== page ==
James Reilly pledges to increase parental leave
From September children will have free pre-school from 3 to school age, says Reilly
Minister for Children James Reilly has promised that from September children will have access to free pre-school from the age of three until they go to school. Photograph: Dara Mac Donaill / The Irish Times
No parent should be locked out of the workforce because of the cost of childcare, according to Minister for Children James Reilly who has pledged to increase parental leave.
Mr Reilly also promised that from September children will have access to free pre-school from the age of three until they go to school. “Capital funding will be provided to develop facilities for after school care,” he said.
He told the Fine Gael ardfheis they would do this “so that working parents can stay at home with their children during the earliest stage of their lives”.
The Government wanted children to have access to high quality pre-school free of charge and parents to have access to high quality subsidised childcare and afterschool care.
He said the Government has developed a plan “to ensure that high quality childcare is affordable for working parents”.
Childcare had been a barrier to returning to work for many people, but the Government’s plan “sets out the destination that we will be travelling towards in the coming years if we keep the recovery going”.
Mr Reilly said “we want the best outcomes for all our children and a brighter future for all our citizens. We want to support families, rebuild our communities and strengthen our society.”
He stressed that lower income families would be able to avail of subsidised childcare. The Minister said that too often when new schemes were introduced “many who could benefit most of all, fall through the cracks”.
Children with special needs could achieve more than can be imagined “if they are given the opportunities and support they require from an early age. Let us never set a limit on a child’s horizon”.
He also said the Government was providing a range of services to ensure that children with special needs “get the support to allow them flourish also - from resourcing specialised training for staff to grants to provide appliances for children with disabilities”.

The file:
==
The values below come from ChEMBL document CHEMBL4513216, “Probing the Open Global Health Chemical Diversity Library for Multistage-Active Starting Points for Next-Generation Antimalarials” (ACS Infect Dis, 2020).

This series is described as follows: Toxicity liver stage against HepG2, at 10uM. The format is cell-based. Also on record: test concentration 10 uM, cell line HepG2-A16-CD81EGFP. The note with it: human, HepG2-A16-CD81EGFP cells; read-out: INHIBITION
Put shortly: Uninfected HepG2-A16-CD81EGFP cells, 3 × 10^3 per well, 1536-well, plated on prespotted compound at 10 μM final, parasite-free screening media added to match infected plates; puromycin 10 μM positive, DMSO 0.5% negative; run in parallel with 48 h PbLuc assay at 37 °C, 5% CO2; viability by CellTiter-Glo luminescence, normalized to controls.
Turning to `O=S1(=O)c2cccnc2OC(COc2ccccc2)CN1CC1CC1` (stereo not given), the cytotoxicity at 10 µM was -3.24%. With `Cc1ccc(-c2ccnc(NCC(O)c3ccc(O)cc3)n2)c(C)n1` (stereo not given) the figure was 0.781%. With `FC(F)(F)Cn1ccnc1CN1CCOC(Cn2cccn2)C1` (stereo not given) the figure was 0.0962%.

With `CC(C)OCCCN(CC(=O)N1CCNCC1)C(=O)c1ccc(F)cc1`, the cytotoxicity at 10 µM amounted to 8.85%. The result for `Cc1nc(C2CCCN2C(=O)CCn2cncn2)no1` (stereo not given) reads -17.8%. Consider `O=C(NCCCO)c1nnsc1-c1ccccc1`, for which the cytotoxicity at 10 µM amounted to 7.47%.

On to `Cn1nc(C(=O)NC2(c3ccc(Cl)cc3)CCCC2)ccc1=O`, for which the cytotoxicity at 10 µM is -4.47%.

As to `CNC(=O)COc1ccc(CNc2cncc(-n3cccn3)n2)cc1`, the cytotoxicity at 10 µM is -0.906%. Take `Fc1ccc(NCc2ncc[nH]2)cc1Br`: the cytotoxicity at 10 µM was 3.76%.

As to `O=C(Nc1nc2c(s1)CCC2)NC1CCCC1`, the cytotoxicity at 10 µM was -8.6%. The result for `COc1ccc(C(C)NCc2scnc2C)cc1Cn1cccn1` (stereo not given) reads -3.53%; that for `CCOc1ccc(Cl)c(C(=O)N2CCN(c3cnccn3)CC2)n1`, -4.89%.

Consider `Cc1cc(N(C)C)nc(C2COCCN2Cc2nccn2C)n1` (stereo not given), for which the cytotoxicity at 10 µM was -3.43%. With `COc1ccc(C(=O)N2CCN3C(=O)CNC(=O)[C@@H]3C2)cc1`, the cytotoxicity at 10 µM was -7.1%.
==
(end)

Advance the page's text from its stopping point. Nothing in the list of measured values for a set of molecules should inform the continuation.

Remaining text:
Dr Reilly warned the electorate not to “put the progress we have made in childcare at risk by changing the direction of our economy”.
Minister of State for Skills, Research and Innovation Damien English told the party’s 78th ardfheis: “Make no mistake Ireland is in full recovery mode”.
Ireland has the fastest growing economy in Europe and increasing numbers of Irish people are back working in good jobs with good prospects.
“We will not sit back, we can’t take growth for granted,” he said. “We have to future proof the economy through investment in research.”
He said all the other political parties “are eager to spend the fruits of the recovery but have no plan on how to keep it going”.
Comparing the Irish economy to a marathon, Mr English said Irish people and the economy hit the pain barrier “but we have kept on going on the road to recovery”.
“Now a few miles short of the finish line to achieve full employment, who pops up at the final water station with burgers and beers encouraging you to party again but Micheál Martin, when really what you need is an isotonic drink that will steady you and keep you going.”
He said Fine Gael’s long-term plan was “the isotonic drink that will keep the economy steady and well on the road to full employment”.